Don’t take this the wrong way; I’m not afraid of life after Princeton. I will certainly, as will we all, have great success in whatever I choose to do after Princeton. The prestige of the Princeton brand as well as the horde of fervid alumni scattered around the globe attest to that. It isn’t the future that makes me uneasy, but rather the past three years.
Over those past three years, and for the first time in my life, I found myself in a position where I very much want to do it all over again. I cannot say the same about high school. Although I had a great time in high school, achieving a modest share of academic, athletic and social success, I was entirely ready for college to begin. Despite my engaging teachers and strong friendships, I was still quite ready for the next step. I cannot say the same now.
To be frank, I would gladly flip a Princeton time-turner and return to that seemingly distant Sunday afternoon when I walked through the FitzRandolph Gate three years ago, the mysterious and exciting world of Princeton open before me. Princeton has so much to offer, and it’s saddening to think that — for me — all of that opportunity will be coming to an end in such a short while. Each time I experience some annual tradition, whether it be cross country preseason antics, Jeff Nunokawa’s welcome address at Rocky College or the frenzy of the Pre-Rade, I experience it with a touch of nostalgia, knowing that it will be the last time I witness it as a Princeton student.
The academic challenges afforded me by Princeton are unlike anything I have ever encountered. I don’t think I ever really appreciated how extensive or incredible the intellectual smorgasbord available at Princeton is until recently. Looking back, I feel as if I could have majored in any of a dozen departments and been quite content with my academic experience. Though geosciences ultimately offered the mix of camaraderie and mental stimulation right for me, the infinite number of forks down which my path at Princeton could have gone is staggering.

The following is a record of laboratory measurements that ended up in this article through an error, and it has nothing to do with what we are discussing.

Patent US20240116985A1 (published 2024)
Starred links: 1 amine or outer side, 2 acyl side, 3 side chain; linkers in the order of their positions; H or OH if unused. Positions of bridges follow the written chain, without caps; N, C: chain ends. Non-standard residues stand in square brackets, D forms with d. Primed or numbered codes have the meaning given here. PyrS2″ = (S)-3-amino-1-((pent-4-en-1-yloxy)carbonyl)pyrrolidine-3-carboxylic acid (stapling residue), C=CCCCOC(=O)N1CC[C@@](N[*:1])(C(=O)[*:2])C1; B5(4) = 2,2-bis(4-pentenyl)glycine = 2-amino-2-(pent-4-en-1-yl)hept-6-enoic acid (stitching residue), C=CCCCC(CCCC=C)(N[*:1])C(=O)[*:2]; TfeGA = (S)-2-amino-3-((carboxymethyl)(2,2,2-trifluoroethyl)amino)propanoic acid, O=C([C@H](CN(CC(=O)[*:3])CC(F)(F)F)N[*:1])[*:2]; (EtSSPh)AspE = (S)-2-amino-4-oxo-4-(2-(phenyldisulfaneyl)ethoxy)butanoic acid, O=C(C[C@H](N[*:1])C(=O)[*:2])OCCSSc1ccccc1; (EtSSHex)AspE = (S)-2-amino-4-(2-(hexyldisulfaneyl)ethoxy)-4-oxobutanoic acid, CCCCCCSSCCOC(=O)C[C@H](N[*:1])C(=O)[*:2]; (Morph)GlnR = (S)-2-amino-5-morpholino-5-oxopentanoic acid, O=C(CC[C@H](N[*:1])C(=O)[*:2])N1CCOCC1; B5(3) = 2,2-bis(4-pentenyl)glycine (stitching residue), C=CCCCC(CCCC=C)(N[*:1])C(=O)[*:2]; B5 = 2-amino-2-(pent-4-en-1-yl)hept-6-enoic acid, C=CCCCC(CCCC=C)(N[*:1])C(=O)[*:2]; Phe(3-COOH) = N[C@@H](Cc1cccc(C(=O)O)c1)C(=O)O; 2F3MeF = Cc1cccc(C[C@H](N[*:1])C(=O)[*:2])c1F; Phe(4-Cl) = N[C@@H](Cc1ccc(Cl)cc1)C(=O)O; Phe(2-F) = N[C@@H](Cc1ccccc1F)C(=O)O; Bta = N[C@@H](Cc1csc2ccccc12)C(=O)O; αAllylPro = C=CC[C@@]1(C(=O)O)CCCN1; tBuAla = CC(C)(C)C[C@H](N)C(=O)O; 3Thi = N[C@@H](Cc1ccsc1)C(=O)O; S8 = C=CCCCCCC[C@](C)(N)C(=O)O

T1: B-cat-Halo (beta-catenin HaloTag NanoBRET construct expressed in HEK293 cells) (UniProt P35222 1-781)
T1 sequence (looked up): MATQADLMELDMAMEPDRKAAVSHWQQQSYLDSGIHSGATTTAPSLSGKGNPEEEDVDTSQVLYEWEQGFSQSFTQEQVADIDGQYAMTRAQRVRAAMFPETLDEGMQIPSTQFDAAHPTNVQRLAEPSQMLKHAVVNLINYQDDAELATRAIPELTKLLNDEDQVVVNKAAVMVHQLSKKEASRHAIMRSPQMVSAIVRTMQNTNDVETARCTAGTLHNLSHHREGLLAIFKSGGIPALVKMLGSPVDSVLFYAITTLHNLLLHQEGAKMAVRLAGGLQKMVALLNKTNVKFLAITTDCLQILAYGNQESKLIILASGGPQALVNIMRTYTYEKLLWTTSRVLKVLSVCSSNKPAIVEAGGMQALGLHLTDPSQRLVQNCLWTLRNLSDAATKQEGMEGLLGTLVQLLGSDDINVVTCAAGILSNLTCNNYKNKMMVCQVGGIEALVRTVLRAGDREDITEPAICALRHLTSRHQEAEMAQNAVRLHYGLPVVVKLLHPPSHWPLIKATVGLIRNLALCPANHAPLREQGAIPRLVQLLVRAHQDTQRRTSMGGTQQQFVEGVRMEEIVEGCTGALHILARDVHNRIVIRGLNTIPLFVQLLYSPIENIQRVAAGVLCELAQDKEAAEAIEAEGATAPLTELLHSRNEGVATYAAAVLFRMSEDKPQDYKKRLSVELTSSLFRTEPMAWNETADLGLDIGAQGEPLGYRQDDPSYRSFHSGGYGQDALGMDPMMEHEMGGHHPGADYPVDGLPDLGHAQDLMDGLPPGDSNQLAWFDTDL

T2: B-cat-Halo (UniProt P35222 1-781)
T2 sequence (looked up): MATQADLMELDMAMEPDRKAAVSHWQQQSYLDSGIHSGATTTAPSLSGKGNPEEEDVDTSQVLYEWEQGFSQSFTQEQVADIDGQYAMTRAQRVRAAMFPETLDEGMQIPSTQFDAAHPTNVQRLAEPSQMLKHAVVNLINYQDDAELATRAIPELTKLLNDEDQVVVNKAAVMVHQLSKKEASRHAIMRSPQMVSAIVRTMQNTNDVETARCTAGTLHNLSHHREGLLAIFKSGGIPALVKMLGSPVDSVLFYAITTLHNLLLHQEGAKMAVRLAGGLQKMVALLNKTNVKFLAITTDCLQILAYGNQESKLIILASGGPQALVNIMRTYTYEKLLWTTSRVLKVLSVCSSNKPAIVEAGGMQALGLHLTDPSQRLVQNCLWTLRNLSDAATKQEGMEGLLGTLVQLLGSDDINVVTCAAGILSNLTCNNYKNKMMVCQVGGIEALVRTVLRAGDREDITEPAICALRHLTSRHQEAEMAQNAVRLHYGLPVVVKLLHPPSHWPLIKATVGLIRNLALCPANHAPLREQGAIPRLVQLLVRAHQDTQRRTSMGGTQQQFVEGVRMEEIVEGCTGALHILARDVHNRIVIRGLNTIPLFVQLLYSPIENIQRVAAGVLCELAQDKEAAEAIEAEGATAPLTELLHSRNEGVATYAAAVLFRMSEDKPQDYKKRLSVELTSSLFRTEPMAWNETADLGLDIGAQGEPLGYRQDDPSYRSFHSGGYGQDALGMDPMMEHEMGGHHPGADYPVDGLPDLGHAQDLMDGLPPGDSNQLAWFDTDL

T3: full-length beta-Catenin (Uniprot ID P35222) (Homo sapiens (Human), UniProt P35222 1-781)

In this respect, Princeton is starkly different from my high school education. I feel like I could go through Princeton time after time and never have the same academic experience. I would have few complaints if I could just earn 17 different A.B. degrees over the course of the next few decades but, sadly, this too must pass. Interestingly enough, however, Princeton academics are the last reason that I don’t want to leave.
Running — both track and field and cross country — constituted and will continue to be a major part of my time here at Princeton. Having the opportunity to drop everything in the hustle and bustle of daily Princeton life and return to the track was one of the greatest blessings of the past three years. I realize that it is unlikely that I will have the chance to compete on behalf of an institution I love as dearly as Princeton. In the post-collegiate and professional ranks, there is little room for the true school spirit and pure joy of competition that arises in amateur athletics. Though I may continue to compete for many years after 2013, it will never again be with the spirit of Princeton University at my back.
This spirit is not just limited to athletics. The same holds true for many extracurricular events, such as dance and theater. Though many of us may love to compete, dance or act, the reality is that few of us will continue to do these activities after college. Even if we do, we will often be doing it for pay and not just for the inherent goodness of the deed.
The most important aspect of Princeton I’m losing, and the one that adds the most to my fear of graduation, is the Princeton community. I realize that I will never again live in a place with as great a density of intellectual firepower and as deep a history of community tradition. I will never again be so immediately surrounded by my friends and classmates, eating meals together and sharing our entire lives with one another. We will be scattered around the world, beginning our new lives independently and outside of the Princeton bubble. Though we will do our best to maintain the fantastic relationships forged during our four years here, the distance and divergence will destroy some, pushing us further into our own lives.
The same independence that once fueled my desire for college now fuels my dread of graduation. This truth has increased my resolve and, I would hope, the resolve of my classmates to to enjoy this final chance we’ve been given the often-misunderstood paradise that is the Princeton undergraduate experience.
Nathan Mathabane is a geosciences major from Portland, Ore. He can be reached at email@example.com.